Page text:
Walmart vs. Amazon: What Sellers Need to Know

In recent months, Walmart has made a concerted effort to challenge Amazon’s dominance in the online selling marketplace. As a serious online seller, you may be wondering how the two retail giants differ in their approach to online sellers. Among other questions, you may want to know:

  • Which company’s entry requirements are easier to navigate?
  • What types of sellers do best on each site?
  • If I am a current Amazon seller, will I be able to adapt to Walmart’s fulfillment policies and procedures?

Barriers to Entry for selling on Walmart

Barrier to entry is the biggest difference between Amazon and Walmart right now. Currently, Walmart maintains very strict requirements for its new sellers. In order to sell on Walmart Marketplace, you must be “invited” by the company. The process can take up a month to complete.

At first glance, this can be frustrating, especially if you are eager to sell your product or working against a seasonal deadline. However, the company has a good reason to vet its sellers thoroughly – namely its reputation. Opening the floodgates to dishonest or low-quality sellers can wreak havoc with Walmart’s reputation online, in the press and, ultimately with their customers. In addition, if you do make it through the process, you can take pride in knowing that you have passed the entrance exam of the largest retailer on the face of the planet!

Another factor to consider is that since Walmart is relatively new to the online marketplace, the company wants to ensure that its sellers already have an excellent reputation on Amazon and eBay. To qualify, you should have an order defect rate of below 1%. You seller feedback must be stellar as well. In terms of size, you should be attracting traffic in the thousands and be able to show high levels of monthly revenue.

For those that make it, the process is well worth the effort. For one thing, you will face less competition once you are listed. Walmart’s third-party sellers number in the low thousands.  By contrast, Amazon works with 2 million third-party sellers. The immediate benefit is that your chances of standing out on Walmart are much greater than on Amazon.

Understanding the right niche for each site.

Walmart’s selling proposition focuses on price. One application of this is that the Walmart Buy Box is granted to the company that offers the lowest price. Amazon takes other factors into consideration, such as performance, sales, fulfillment and defect rate, and a number of other variables before awarding its Buy Box.

Product choice is another difference between the two sites. Amazon, with 260 million SKUs, is known as the “Everything Store.” At the same time, remember Walmart’s brick-and-mortar slogan: Save money. Live better. While selection is wide, product categories are more or less limited to home décor, kitchen supplies, tools, electronics and affordable clothing. This means that certain types of higher end luxury brands are unlikely to make it to Walmart Market place. Walmart also prefers brand owners over retailers, favoring sellers that offer specific products associated with a unique brand name.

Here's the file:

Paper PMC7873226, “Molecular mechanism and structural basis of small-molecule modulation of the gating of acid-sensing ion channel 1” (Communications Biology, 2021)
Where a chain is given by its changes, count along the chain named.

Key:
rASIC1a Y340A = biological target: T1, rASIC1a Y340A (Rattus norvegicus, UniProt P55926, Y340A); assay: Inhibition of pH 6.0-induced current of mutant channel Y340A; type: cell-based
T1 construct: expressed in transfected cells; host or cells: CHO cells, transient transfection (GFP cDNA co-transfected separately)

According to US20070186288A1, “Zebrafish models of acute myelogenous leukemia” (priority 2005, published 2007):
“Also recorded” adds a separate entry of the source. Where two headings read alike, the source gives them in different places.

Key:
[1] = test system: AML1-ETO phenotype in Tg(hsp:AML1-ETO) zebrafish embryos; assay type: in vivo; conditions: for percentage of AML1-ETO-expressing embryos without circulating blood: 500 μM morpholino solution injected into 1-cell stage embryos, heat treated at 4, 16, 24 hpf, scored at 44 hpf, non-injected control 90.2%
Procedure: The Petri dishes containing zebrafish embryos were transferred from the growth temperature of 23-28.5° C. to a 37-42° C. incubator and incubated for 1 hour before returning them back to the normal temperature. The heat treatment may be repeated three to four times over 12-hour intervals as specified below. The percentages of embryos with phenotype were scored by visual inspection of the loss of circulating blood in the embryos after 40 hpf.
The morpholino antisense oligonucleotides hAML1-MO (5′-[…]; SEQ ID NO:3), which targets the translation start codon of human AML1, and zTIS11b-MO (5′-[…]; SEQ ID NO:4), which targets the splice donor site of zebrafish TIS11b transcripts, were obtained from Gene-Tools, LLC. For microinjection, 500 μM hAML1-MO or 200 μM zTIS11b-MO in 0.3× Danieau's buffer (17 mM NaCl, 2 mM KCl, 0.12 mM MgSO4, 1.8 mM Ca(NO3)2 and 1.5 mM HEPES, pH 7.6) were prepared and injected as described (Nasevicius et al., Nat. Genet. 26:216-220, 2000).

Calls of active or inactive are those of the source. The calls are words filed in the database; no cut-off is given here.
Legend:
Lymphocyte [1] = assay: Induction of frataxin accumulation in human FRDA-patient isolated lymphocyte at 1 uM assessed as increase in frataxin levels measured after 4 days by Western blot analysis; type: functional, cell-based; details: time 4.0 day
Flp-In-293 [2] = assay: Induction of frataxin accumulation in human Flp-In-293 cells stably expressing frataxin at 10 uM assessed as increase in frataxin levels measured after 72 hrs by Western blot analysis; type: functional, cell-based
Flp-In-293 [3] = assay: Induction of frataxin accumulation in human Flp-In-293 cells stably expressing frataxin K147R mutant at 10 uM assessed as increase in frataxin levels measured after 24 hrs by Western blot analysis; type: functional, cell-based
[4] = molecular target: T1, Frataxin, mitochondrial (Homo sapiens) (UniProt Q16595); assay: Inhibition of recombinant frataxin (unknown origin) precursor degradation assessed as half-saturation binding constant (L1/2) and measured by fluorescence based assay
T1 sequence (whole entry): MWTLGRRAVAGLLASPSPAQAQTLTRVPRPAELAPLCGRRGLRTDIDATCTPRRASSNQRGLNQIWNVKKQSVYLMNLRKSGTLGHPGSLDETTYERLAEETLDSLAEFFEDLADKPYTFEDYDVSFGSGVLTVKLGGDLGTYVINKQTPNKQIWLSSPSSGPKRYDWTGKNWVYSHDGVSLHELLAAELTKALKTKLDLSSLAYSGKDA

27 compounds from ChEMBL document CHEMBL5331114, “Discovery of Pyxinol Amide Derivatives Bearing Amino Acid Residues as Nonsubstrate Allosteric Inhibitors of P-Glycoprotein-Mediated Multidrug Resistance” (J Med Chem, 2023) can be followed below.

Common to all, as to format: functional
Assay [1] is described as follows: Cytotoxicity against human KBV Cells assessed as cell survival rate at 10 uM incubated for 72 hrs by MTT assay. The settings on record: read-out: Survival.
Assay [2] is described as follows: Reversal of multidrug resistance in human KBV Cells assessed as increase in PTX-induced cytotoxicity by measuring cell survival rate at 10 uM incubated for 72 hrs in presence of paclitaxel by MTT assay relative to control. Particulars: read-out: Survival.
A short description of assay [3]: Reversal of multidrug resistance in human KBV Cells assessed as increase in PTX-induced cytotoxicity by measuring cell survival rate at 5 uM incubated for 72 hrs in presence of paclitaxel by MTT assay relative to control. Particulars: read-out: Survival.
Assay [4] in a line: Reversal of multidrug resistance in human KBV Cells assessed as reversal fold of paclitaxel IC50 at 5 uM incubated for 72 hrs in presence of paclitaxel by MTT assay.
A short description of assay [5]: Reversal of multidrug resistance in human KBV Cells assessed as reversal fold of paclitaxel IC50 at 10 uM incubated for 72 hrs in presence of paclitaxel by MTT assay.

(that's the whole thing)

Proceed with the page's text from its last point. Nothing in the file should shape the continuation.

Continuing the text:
By contrast, three types of sellers/products tend to do well on Amazon:

  • Unique or private-label products such as custom jewelry.
  • Hobby or niche products
  • Used or refurbished products

Fulfillment & Integration

Walmart is adopting a similar process to Amazon regarding packaging and shipping products to its customers. However, the devil is in the details. Most sellers fall into the trap of rushing to through the initial set up and integration process without paying attention to the details. This is a recipe for disaster – and you will find this out almost as soon as your first sales start coming in. To be successful in operating on both platforms you need to stay consistent with listings, pricing, inventory management, order processing and completion.

Instead of going it alone, speak with a representative at SellerCloud about your integration needs. We have the expertise to determine your compatibility with both Amazon and Walmart Marketplace. Your investment at the beginning of this process can mean the difference between huge sales growth or dropping off the sites and flat-lining your business.

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Jeremy Greenberg is the Founder and Chief Executive Officer at Sellercloud. His strong background in software development and e-commerce have propelled Sellercloud to the forefront of the e-commerce solutions space. Dedication to client success and a persistent desire to innovate have set him apart as a unique authority on e-commerce and a provider of complex, meaningful solutions to online merchants.